The Tadoba Andhari Tiger Reserve in Chandrapur, Maharashtra, evokes a thousand stories of India’s famed wildlife. Having become a critical tiger habitat in 1993, these rugged central Indian forests have achieved international fame as the capital of wildlife sightings.
With much of the local economy increasingly dependent upon tourism, the effect is visible on all aspects of life in Tadoba. And with it has come a lot of good and some bad things too.
Most families in the area have at least one member working in the resorts and homestays garlanding the park, which have become a crucial source of income. As a result, the seasonal emigration of its population – due to agricultural failures – has plummeted. The local people even collect less firewood than before thanks to schemes like the recently launched Shyama Prasad Mukherjee Jan Van Yojana, which attempts to provide alternative livelihoods, solar fencing for croplands and LPG connections to families living in border villages.
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As things have changed, the people have also become more aware of their responsibility to protect the forest.
On the flip side, the local culture and lifestyle is being steadily eroded by uncontrolled tourism. One local researcher said that Moharli, a nearby village, resembles an oversized festival at night, with few reservations about maintaining its culture. Waste management hasn’t been a priority; Moharli stinks of garbage. Homestay options have proliferated without any kind of architectural or functional planning. Most waste ends up stagnating just outside the view of the rich tourist.
In fact, most of all, tourism has magnified the importance of the cash economy. Guides, shopkeepers and local homestays only seem to want to earn as much as possible, unmindful of the forest’s prescribed rules and the rules of keeping ecotourism sustainable. Currently, tourism in Tadoba is the proverbial double-edged sword.
There are other problems as well, possibly bigger ones. Roads rank high on this list of woes. The government has been planning road-widening and greenfield projects on an almost daily basis.
A look at the map shows that the reserve is being boxed in by a rectangle of projects that will essentially isolate the landscape. As a result, the projects on the Naghbid-Mul, the Hinganghat-Mul and the Chandrapur-Allapalli sections will effectively do what years of poaching and deforestation have failed to: they will cut all the corridors and leave the inmates of Tadoba to serve out the rest of their time in a giant zoo.
Another government intervention, coal mining, apparently considered to be absolutely necessary for the country’s growth, has only exacerbated the crisis, although it has run into resistance from activists. Coal mines in the area have irrevocably damaged corridors that previously connected the local population to nearby forests.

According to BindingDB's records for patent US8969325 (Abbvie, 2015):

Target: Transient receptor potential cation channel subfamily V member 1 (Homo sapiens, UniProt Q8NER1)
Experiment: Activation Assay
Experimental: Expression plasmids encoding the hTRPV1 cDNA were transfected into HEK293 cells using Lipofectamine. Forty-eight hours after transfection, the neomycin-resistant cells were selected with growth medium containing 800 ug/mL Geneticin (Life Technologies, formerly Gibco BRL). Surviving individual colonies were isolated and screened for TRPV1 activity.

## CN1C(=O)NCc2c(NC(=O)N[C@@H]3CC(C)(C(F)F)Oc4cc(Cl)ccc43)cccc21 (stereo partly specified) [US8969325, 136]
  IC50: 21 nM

One activist went so far as to say that the tigers of Tadoba could be the first in the country that could suffer from asthma as a result of pollution.
It is true that the forest department has managed to mitigate many of the anthropogenic pressures. But it remains to be seen how effective they will be in the longer term against a government that has traditionally regarded the forest department as an obstacle to development.
Curiously, adequate protection from the forest department has allowed a healthy tiger population to developed in Tadoba, which in turn means some of these animals could spill over into nearby adjoining forests and farmlands. So as more areas are cut off by mines and roads, the tigers will to travel farther and wider in search of prey, which in turn will likely lead to more conflicts.
With many tigers already living outside core habitats in India’s central states, these statistics could see a spike in the future, possibly leading to even more revenge killings of wild animals.
So it is that the great forests of Tadoba – named after the tribal god Tadu, who fought against a tiger – are currently fighting another battle: of their own survival. As each day passes and the threats loom larger, it becomes imperative that the trees themselves are strong enough to survive, and persist as the tiger capital of India. And the situation is that much more precarious for it.
Kunal Sharma works in ecotourism, conservation and issues of indigenous people and associated areas.